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    If I live with my boyfriend can he claim me as a dependent on his health insurance.?

    I'm 18 with no job. I think I have a major health problem but haven't went to the doctor yet. I don't have any health insurance because the insurance from my parents stopped after I turned 18. I don't know what to do.
    a few seconds ago 7 Answers

    Best Answer

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    Unfortunately you will probably not be considered an eligible dependent under his plan. Some plans do however cover "significant others" under the plan but you would have to check with the insurance company to see if his plan does. Even if they do you probably havent lived with him long enough to be considered. Many companies will insure individual plans (not through an employer) however this can be very expensive. The best thing to do is try and find a job that offers health insurance.
    a few seconds ago

    Other Answers

    • You need to check into COBRA and HIPAA laws because what you described is a pre-existing condition. Yes, even though you haven't seen a doctor for it yet, pre-existing conditions almost always defined as conditions 'for which a prudent person would have sought treatment'. Even if you could get on your boyfriend's insurance, unless you show that you had proper coverage within a particular time period, your health condition could be excluded for up to 18 months. There are some good .gov sites out there, but check with the company you just had coverage with for starters.

      by aaron p - 5 hours ago

    • Tonia, I believe a lot of people, much like myself, approach your question from their own state rules and regulations. Each state is different on how they classify "girlfriend". I live in California, so, I will answer it this way. It is fairly simple to get added to your boyfriends plan with a notarized affadavit of domestic partnership. From that point in time, you have less than 30 days to get on your boyfriends plan. It would be the same as if you were to get married, or he had a child (natural or adopted)...because there is a change in his "family" structure from single no dependents to "domestic partner" this legally allows the company to add you. Now, this being said, the company that he works for does not have to pay for any amount of your health insurance premiums. They just have to allow you to join the plan. The only caveat to this is if your boyfriend works for a large enough company where his company's insurance is out of state. Then it gets more complicated. The easiest way to resolve is for YOU to call his benefits department and ask them about domestic partnerships and...how much it will cost. Hope this helps...take care, Blake www.healthanddentalplans.net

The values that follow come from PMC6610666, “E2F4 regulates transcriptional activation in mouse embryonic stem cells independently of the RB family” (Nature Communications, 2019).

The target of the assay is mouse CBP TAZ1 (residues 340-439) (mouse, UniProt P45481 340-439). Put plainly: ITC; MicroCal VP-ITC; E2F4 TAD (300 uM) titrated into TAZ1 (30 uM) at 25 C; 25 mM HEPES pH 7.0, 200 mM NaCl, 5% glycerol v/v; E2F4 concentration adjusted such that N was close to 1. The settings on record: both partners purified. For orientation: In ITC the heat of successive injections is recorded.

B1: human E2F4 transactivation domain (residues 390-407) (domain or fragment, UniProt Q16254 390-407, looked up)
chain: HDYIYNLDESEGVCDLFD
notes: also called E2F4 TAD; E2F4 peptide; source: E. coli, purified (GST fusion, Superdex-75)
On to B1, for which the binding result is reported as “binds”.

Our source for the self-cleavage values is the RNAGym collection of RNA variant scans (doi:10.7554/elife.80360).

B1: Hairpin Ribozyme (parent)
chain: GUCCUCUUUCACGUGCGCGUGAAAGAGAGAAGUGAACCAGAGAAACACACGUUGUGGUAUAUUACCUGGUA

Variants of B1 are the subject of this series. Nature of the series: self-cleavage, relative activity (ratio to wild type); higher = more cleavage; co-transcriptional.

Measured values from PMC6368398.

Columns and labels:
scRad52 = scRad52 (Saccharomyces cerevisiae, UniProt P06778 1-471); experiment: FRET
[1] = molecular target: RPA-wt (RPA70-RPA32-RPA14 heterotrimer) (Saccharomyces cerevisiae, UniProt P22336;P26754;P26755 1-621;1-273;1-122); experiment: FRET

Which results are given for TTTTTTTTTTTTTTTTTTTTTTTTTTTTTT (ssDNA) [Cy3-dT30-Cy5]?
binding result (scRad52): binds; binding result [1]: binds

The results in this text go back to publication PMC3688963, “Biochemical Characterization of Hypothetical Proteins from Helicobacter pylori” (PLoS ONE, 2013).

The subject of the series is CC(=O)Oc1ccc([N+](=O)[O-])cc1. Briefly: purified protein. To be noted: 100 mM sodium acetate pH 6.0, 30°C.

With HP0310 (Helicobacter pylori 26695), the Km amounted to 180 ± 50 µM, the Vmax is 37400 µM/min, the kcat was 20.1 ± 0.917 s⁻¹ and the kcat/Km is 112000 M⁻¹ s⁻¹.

by Blake A - 5 hours ago

    • You do not meet the legal definition of dependent. However, if you live in a state with common law marriage's, he can add you on as a spouse. It's a simple form he can get from his employer. Don http://mtnhealthinsurance.com

      by Don - 5 hours ago

    • very few employers will allow you to list a "girlfriend" on their health insurance. IF they do, you have to wait until open enrollment, to be added. It's better - and moral - to just marry him instead of shacking up with him. Then you can get added right away.

      by mbrcatz - 5 hours ago

    • That depends on a bunch of different factors. First, he should check with his health insurance provider and see what they say. The rules may be different depending on where you live and what company his insurance is through. The good news is, many insurance companies consider live-in partners under a sort of equivilent-to-spouse coverage (that's how it works here in Canada). The bad news is, there may be a minimum amount of time you have to live together before you qualify. Your boyfriend may also have to pay some or all of the cost of your insurance coverage - that would depend on how his benefits are structured through work. I know this is probably not an appealing option for you, but if you believe something is seriously wrong, you should go to a free clinic or charity hospital - the longer you put off a seriously issue, the harder it can be to treat.

      by Just - 5 hours ago

    • no but there is medicaid that you can apply for

      by golferwhoworks - 5 hours ago

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